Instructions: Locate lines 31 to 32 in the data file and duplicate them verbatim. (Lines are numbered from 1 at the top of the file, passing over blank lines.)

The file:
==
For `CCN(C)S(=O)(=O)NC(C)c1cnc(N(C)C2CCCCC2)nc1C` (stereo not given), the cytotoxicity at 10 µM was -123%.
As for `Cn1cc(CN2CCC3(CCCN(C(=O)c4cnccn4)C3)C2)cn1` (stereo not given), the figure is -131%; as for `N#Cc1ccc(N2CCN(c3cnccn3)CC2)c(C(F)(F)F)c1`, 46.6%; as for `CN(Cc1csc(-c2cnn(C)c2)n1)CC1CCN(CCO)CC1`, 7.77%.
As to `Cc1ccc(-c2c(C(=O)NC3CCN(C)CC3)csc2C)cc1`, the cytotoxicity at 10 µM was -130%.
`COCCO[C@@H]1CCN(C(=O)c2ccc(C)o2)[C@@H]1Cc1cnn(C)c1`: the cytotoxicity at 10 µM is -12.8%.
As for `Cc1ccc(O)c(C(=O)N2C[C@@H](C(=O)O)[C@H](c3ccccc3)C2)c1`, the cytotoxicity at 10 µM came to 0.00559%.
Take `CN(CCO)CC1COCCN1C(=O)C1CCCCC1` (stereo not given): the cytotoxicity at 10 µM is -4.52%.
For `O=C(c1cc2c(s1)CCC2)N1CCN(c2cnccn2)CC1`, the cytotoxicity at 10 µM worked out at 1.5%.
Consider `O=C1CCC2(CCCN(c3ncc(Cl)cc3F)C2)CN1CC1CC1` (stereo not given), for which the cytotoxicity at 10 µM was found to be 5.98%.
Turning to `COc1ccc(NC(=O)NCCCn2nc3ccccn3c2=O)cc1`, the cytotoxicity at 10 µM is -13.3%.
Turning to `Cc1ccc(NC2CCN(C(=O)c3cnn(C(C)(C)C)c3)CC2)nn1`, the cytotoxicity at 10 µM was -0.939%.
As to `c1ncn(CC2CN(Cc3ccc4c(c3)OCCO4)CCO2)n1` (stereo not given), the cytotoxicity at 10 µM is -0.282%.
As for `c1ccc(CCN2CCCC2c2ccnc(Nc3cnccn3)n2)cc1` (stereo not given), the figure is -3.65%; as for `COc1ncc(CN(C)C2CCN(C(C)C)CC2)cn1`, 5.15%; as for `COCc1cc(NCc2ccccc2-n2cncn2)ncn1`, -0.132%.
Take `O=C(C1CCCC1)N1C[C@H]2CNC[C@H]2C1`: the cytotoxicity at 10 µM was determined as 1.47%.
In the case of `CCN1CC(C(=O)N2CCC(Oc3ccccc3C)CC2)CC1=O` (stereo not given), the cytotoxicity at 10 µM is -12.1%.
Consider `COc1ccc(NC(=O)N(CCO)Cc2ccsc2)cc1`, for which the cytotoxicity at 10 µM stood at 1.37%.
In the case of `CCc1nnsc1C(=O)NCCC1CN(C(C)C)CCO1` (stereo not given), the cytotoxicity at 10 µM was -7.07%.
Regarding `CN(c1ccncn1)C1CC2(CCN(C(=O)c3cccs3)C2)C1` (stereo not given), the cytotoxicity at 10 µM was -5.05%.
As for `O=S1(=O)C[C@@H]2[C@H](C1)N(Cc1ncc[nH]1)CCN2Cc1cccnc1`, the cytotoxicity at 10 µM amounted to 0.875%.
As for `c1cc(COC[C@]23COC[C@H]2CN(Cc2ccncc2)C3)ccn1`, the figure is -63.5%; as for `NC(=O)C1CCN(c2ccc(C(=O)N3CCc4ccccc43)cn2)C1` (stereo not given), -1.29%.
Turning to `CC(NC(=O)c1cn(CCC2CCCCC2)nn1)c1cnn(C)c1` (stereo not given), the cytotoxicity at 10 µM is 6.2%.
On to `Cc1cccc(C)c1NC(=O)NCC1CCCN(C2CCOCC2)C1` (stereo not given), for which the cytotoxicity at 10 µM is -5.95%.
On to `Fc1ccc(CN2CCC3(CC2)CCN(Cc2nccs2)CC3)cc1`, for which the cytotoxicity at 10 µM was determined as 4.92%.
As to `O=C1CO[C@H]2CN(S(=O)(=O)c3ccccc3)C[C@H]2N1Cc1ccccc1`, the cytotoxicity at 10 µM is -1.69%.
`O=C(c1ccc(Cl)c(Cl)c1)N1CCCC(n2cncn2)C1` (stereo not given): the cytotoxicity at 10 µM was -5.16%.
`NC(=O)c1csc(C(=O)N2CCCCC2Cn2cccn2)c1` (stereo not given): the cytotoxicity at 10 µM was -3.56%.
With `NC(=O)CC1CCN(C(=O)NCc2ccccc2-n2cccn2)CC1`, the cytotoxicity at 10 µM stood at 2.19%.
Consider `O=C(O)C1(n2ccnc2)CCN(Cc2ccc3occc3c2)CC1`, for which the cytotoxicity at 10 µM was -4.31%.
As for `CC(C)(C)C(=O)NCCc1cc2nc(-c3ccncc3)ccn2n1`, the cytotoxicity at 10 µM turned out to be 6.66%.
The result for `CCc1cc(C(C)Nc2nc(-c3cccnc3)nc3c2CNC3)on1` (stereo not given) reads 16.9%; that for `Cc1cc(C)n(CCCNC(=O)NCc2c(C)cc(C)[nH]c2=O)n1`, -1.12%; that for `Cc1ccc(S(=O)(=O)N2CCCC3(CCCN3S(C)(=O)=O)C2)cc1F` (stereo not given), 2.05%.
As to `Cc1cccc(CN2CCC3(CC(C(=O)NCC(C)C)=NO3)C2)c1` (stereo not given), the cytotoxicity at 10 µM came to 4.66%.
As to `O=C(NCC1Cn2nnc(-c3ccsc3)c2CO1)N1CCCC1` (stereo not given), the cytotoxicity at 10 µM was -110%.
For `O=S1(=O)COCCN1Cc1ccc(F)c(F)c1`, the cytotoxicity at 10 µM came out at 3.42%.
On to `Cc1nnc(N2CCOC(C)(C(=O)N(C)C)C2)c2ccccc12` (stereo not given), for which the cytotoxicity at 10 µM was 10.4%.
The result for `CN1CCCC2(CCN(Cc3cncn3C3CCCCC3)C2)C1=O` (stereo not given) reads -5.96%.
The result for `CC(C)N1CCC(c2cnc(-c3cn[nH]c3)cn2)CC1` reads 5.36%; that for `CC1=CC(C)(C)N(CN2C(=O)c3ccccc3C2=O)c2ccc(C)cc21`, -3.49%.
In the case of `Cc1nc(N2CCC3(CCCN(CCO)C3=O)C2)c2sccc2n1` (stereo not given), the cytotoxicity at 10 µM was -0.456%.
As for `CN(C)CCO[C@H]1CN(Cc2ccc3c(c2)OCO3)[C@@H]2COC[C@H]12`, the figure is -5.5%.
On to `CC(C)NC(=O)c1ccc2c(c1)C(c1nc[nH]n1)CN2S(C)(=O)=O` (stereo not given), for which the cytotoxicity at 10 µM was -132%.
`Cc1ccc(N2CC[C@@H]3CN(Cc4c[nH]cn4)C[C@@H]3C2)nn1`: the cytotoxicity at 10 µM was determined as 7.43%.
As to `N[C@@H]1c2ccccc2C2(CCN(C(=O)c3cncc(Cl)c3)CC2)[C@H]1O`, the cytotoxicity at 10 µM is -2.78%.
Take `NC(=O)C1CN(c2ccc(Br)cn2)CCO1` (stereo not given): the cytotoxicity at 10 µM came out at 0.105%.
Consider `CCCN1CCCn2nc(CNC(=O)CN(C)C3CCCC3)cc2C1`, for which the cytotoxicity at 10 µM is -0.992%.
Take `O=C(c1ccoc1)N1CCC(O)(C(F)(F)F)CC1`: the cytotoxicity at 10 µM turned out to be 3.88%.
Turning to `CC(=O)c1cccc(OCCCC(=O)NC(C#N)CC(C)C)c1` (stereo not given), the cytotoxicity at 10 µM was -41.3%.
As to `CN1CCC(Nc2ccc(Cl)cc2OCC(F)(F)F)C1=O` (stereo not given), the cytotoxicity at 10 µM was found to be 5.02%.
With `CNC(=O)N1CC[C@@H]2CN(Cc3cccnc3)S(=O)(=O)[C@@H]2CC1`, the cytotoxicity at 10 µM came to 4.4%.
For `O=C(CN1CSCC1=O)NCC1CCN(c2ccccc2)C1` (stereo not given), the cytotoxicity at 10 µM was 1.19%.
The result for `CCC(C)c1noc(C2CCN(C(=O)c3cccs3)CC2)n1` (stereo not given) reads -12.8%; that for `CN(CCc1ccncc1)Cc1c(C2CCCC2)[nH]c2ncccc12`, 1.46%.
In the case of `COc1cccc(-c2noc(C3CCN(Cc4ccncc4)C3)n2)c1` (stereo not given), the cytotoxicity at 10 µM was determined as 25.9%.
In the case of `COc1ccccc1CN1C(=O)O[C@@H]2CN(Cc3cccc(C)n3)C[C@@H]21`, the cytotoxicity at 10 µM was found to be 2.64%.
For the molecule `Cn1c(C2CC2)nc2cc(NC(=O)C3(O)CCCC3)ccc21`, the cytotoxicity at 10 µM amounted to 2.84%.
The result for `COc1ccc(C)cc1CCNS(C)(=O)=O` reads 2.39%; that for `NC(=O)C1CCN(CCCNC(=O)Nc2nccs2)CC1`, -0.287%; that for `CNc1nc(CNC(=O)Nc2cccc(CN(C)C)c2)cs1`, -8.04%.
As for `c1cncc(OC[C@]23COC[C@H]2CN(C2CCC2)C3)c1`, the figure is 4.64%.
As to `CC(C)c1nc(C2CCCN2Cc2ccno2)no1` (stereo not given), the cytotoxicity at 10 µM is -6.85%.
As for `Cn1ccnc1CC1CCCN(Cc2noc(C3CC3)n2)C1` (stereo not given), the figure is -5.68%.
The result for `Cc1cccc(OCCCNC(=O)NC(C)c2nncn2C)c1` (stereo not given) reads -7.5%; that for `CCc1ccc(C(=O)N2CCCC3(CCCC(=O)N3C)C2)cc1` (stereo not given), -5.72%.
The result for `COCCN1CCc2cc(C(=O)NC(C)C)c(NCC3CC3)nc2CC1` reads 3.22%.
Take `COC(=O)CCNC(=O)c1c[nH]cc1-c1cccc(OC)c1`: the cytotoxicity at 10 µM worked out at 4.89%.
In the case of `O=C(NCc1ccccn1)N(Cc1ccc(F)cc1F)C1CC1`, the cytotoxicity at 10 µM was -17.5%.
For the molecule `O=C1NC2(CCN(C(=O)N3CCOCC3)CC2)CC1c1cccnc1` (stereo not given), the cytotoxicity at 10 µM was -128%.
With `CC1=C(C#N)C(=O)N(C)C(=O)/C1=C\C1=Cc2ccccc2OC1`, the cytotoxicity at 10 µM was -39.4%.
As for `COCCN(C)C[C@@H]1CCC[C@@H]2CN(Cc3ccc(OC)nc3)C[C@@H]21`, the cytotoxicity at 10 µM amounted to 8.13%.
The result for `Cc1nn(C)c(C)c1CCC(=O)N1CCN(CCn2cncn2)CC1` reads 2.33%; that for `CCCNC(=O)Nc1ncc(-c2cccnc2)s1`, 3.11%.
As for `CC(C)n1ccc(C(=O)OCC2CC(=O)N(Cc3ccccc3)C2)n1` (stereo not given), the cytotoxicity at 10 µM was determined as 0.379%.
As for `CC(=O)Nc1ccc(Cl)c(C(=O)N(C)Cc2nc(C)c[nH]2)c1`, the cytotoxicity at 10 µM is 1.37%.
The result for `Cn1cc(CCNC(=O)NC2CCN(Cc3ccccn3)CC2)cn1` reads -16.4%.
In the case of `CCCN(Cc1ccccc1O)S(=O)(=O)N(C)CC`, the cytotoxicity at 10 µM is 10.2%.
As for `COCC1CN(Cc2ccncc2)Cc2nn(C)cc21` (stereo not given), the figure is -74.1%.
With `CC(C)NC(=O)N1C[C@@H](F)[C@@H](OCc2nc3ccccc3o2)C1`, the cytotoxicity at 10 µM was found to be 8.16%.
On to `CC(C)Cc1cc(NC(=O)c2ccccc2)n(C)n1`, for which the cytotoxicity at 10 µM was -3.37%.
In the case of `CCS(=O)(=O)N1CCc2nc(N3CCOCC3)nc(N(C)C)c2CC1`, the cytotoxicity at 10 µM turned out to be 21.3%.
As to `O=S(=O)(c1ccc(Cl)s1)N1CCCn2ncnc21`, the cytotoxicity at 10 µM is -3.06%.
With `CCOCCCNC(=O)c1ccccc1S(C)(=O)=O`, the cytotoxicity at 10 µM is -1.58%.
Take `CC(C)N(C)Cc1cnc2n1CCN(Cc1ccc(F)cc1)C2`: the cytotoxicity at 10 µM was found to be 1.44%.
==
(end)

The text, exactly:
As to `O=C(NCC1Cn2nnc(-c3ccsc3)c2CO1)N1CCCC1` (stereo not given), the cytotoxicity at 10 µM was -110%.
For `O=S1(=O)COCCN1Cc1ccc(F)c(F)c1`, the cytotoxicity at 10 µM came out at 3.42%.